But I beseech you, that I may not be bold when I am present,
&c.] That is, he entreated them that they would so behave for the future, that he might have no occasion, when he came among them, to use that power and authority they called boldness, which he had received from Christ for edification, and not destruction; as for that asperity and roughness with which he wrote, and which was thought to be too severe, it was in order to reclaim them, and so prevent that sharpness he was empowered by Christ to use: for though he had said in his former epistle, ( 1 Corinthians 4:21 ) "shall I come unto you with a rod or in love? and in the spirit of meekness?" he chose to come in the latter, rather than with the former; namely, not
with that confidence wherewith,
I think to be bold:
by "confidence" he means the faith of miracles he was possessed of, and particularly the power he, and other apostles had, of striking dead or blind incorrigible offenders, or of delivering them to Satan to undergo some corporeal punishment; which he had been thinking of, and reasoning about in his own mind, and was almost come to a conclusion concerning it, to inflict it upon, and with it to be bold,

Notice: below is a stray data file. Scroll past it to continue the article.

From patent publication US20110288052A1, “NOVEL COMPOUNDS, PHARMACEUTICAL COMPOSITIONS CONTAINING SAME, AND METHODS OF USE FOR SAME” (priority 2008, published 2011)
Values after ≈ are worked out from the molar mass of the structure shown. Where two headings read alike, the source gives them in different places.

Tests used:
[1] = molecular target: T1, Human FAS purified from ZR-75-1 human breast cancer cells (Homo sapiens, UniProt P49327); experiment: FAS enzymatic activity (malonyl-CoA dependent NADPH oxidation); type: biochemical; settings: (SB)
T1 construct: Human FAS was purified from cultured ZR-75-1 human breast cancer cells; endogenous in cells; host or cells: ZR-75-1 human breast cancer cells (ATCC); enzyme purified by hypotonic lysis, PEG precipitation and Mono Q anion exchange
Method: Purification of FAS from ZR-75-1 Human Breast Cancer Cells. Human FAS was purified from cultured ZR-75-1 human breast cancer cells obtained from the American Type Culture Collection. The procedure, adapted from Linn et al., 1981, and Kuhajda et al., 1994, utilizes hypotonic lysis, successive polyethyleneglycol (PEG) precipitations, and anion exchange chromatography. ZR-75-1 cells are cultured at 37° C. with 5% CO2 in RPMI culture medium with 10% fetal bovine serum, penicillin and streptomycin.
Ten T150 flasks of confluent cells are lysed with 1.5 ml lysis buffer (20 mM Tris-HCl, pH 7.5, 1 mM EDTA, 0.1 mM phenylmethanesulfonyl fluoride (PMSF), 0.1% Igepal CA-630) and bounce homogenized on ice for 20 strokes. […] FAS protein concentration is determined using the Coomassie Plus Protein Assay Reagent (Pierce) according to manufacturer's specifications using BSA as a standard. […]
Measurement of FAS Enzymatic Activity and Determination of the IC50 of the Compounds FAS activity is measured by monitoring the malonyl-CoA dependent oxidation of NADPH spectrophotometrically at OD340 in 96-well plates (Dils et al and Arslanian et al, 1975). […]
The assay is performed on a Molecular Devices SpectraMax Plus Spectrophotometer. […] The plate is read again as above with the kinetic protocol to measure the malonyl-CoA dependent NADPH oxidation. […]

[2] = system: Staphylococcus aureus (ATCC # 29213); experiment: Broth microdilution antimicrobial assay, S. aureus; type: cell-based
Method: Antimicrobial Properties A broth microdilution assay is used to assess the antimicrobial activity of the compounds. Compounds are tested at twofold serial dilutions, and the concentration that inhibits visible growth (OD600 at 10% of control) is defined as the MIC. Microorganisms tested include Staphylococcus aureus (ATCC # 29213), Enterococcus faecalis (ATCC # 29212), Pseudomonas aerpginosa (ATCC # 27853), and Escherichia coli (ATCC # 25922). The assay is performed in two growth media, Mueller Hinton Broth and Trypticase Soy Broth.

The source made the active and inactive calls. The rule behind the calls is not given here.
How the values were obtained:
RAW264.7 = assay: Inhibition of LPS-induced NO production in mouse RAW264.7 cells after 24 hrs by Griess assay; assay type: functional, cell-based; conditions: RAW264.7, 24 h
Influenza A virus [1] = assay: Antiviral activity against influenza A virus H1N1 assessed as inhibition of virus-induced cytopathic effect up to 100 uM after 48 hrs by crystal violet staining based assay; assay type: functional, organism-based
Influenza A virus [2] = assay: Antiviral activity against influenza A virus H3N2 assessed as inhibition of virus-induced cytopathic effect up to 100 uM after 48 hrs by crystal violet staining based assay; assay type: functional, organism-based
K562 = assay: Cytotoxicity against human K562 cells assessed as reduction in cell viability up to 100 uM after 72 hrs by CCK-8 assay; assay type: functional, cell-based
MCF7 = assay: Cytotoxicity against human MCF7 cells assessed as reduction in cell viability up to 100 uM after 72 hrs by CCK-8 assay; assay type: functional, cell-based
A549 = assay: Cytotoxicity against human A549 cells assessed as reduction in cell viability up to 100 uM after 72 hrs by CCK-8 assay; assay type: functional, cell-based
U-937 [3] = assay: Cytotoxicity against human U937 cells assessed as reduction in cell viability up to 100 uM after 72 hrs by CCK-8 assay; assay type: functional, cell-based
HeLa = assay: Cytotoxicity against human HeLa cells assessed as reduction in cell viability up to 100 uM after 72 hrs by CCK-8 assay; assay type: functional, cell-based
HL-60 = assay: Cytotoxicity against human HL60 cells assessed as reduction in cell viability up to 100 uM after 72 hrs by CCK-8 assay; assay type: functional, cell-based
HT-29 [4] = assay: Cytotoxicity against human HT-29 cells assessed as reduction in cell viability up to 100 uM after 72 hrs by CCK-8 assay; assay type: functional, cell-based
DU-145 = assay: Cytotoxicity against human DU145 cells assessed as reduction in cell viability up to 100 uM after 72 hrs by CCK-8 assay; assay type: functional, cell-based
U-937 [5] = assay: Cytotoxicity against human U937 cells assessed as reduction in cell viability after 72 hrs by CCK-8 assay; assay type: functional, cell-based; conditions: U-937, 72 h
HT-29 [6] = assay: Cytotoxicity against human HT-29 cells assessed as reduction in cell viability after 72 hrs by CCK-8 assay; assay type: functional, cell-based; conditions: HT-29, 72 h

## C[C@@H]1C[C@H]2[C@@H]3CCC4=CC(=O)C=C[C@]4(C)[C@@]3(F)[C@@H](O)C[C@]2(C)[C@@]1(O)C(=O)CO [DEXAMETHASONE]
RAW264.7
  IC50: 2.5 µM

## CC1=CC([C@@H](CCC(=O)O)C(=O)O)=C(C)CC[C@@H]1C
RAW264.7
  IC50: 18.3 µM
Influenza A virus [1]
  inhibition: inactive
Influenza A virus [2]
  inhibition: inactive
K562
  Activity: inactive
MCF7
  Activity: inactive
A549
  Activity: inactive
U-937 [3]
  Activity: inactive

against some which think of us as if we walked according to the
who not barely thought so within themselves, but reasoned the matter with others, and would fain persuade them to believe that they did walk in a carnal manner; not that they had the face to say, that they walked after the dictates of corrupt nature, or lived in open vice and profaneness; but that they walked in craftiness, had their conversation in the world with fleshly wisdom, seeking their own worldly interest and secular advantage; which is denied by the apostle, ( 2 Corinthians 1:12 ) and was the real case, and true picture of the false teachers themselves.